Ravilious at the Dulwich Picture Gallery: 1 April – 31 August 2015
by Christine Hopkins SGFA
It has been hard to avoid the recent mentions of the Eric Ravilious exhibition that opened on 1st April at the Dulwich Picture Gallery; every arts/media/culture page of the press has been encouraging us to visit. The gallery’s promotional material explains the bare bones of the show:
‘The first major exhibition to survey watercolours by celebrated British artist Eric Ravilious (1903-42). Well known for his iconic designs for Wedgwood, Ravilious is widely considered one of the key figures in mid-20th century British design but he was also one of the finest watercolourists of the century.
His astonishingly prolific career spanned peace and war. With the outbreak of World War II Ravilious was assigned to the Royal Navy as one of the first Official War Artists producing a uniquely haunting record of Britain and War.
Over 80 watercolours will be on display – including famous works like Train Landscape and Westbury Horse as well as rarely seen works from private collections providing an inspiring look at his work between the mid-1920s and his tragic death in 1942.
Although he died at the age of only 39, Ravilious was largely responsible for the revival of English watercolour painting. He started out under the tutelage of Paul Nash at the Royal College of Art and although hugely versatile it was painting that Ravilious saw as his true vocation; it was this work that he exhibited, and he cared deeply about its reception by fellow artists like Moore and John Piper.
The exhibition is curated by James Russell, a leading specialist on Eric Ravilious whose books on the artist include the popular series Ravilious in Pictures’
The approach to the exhibition is via the permanent collections of the Dulwich Picture Gallery, past vast and highly coloured oil canvasses, so one of the first things to strike you is the muted colour palette favoured by Ravilious. In contrast to the preceding oils, the scale and subject matter are familiar, comfortable and perhaps even a little homely. Beginning with some examples of his earlier wood engravings (and the rare treat of seeing the actual tools used), it becomes apparent that his style of working was to stay with him throughout his short career. Described by Douglas Bliss (his friend and author of the 1928 book History of Wood Engraving) as ‘dot and speck and dash and dab’, his use of pattern and line is visible throughout the works shown here.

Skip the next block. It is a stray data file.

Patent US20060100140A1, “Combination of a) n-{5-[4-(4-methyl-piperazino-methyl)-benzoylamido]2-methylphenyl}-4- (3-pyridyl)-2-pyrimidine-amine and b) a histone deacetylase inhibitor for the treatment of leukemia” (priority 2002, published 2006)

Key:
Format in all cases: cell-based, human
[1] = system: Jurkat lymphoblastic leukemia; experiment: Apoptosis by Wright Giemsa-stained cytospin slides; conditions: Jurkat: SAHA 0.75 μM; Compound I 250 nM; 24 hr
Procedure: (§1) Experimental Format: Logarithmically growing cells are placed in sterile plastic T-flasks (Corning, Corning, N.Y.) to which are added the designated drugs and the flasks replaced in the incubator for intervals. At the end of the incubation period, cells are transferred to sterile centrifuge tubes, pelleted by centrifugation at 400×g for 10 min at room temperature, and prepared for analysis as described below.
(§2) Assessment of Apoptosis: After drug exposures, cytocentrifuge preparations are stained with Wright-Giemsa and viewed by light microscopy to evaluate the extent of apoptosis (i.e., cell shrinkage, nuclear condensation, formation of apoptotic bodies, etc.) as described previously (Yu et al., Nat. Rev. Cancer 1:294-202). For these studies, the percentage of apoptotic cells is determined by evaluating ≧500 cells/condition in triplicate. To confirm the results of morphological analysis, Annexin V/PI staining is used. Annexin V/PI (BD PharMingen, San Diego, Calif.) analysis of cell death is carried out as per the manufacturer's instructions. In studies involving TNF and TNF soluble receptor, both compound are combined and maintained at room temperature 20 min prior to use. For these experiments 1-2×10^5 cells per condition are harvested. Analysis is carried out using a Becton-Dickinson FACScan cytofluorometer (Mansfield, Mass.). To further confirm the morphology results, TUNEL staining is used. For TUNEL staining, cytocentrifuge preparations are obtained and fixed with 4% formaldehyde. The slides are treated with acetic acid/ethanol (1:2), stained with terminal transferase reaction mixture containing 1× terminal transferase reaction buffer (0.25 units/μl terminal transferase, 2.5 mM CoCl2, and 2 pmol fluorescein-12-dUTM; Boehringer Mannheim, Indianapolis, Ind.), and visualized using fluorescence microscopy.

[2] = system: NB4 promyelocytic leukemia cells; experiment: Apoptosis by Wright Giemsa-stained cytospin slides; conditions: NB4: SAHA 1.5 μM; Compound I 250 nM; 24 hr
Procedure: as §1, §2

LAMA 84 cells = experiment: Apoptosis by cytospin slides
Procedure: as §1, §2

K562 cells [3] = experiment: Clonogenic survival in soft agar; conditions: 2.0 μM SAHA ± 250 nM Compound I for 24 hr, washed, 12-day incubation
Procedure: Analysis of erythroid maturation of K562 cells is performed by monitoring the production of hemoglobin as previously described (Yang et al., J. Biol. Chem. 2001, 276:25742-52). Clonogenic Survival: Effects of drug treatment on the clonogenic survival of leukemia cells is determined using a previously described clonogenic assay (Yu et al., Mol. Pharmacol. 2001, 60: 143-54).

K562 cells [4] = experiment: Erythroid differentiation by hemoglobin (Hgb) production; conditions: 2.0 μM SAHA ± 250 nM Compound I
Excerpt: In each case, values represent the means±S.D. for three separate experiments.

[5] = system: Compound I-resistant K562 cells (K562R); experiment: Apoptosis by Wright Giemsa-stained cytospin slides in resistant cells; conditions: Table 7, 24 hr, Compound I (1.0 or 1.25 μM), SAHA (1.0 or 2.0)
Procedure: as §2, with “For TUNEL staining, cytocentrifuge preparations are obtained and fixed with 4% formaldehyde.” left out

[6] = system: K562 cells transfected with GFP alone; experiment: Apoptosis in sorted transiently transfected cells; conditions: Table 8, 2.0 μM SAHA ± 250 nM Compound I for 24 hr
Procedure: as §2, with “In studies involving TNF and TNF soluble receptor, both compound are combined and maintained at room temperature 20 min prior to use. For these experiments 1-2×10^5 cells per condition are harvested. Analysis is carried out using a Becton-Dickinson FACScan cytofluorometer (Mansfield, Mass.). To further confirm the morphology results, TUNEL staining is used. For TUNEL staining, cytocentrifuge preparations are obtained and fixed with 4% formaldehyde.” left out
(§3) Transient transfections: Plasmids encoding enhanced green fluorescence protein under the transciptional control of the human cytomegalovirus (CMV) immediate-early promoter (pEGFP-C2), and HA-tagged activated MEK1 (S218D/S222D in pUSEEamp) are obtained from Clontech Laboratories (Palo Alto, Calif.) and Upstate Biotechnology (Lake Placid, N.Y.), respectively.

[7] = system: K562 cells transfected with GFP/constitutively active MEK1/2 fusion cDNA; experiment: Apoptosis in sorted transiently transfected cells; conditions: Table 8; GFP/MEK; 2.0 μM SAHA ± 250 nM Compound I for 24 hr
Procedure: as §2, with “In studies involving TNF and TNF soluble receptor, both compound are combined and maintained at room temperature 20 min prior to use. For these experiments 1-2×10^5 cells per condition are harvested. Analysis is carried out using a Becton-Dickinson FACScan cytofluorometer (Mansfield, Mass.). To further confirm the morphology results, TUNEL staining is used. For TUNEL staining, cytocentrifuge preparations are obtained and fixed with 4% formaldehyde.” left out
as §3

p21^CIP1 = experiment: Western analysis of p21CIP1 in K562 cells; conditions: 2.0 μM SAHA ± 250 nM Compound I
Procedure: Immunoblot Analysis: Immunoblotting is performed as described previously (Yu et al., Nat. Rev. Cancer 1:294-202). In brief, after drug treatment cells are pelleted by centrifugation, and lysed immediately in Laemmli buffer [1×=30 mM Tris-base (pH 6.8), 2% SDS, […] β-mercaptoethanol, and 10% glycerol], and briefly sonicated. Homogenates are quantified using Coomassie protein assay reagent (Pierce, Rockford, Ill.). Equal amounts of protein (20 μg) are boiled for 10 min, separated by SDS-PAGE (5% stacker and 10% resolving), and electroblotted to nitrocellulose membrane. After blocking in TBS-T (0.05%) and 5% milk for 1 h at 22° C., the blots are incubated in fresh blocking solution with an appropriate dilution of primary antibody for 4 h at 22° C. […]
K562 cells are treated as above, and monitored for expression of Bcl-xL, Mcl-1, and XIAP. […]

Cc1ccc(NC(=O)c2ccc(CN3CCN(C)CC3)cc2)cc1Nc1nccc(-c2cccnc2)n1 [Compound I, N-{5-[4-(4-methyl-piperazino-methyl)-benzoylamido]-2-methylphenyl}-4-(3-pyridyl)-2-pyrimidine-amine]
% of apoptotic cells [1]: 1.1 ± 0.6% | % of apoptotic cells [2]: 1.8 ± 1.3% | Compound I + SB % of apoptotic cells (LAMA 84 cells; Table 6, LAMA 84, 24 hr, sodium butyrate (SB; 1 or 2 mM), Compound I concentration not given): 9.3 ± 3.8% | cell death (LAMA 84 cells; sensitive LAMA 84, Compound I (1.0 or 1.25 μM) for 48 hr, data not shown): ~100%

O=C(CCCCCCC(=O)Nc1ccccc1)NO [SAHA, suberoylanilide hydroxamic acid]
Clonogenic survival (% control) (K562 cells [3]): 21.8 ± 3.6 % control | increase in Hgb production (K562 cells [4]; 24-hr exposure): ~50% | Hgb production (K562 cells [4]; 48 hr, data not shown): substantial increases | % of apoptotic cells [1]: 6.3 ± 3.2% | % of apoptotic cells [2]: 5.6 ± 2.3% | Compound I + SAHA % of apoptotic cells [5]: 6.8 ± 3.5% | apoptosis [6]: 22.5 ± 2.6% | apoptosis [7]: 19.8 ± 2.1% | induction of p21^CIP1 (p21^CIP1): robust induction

Divided into six sections, the exhibition brings together works held in public and private collections, and re-unites many works first shown together in 1939. With the benefit of hindsight it is tempting to see a shadow of the events that were to shake the world and eventually bring about his death, but there is a sense of contentment, a golden summer, and a feeling of place that marks much of the work. Perhaps because of his familiarity with the landscape of the South Downs the colours are pale and chalky and his repeated patterns are reminiscent of ploughed fields or distant seas. It isn’t necessary to peer closely at the works to see his love of cross-hatching and stippling, a very dry brush was often in evidence. Often, there is a curious sense of exaggerated perspective, and in his interior paintings the patterned textiles and wallpaper serve to show this. The rugs disappear off at strange angles, and patchwork bedspreads show the contours of the bed beneath. There is an almost total absence of the human form in his work, and yet the frequent placing of a chair hints that someone was there just a moment ago, and will return shortly. Many of the works have the appearance of stage sets – a backdrop for some action that is yet to happen. Many of the works are presented in a framed but unmounted state, showing the rusty marks left by the drawing pins he used to stretch his paper, bringing us somehow closer to the artist as though we were there watching him prepare to paint.
Upon the outbreak of WW2, Ravilious volunteered for the Observer Corps, scanning the skies waiting for enemy aircraft. Later he energetically seized the opportunity of a contract working for the War Artists’ Advisory Committee. He was sent to serve with the Royal Navy, initially at naval bases within the UK, but latterly posted to an RAF station in Iceland. During the war years he painted some of his most recognisable work including the chalk figure of the South Downs used to illustrate the front cover of the exhibition catalogue. He still painted his characteristic landscapes, but with the inclusion of the signs of warfare. Beaches were now festooned with barbed wire, fields became landing strips for light aircraft, and distant convoys and gun emplacements appeared in the coastal images. Domestic interiors were replaced with scenes of operations and map rooms. A series of lithographs recorded his time spent observing submarine operations. It was during a search-and-rescue patrol off the coast of Iceland that his plane disappeared.
It is interesting to speculate on a possible connection between Ravilious and the SGFA – he is of the generation that would have been part of the Society’s early history, and some of his contemporaries and inspirations were certainly known to have exhibited with the SGA, as it was then known. It is entirely possible that without his untimely death he would have been one of our 20th century leading members. However there is a great deal of our early documentation which is missing or was destroyed, so it is impossible at this stage to claim him as one of our own.
The exhibition is accompanied by a beautiful catalogue by James Russell, published by Philip Wilson Publishers,
©2015 Dulwich Picture Gallery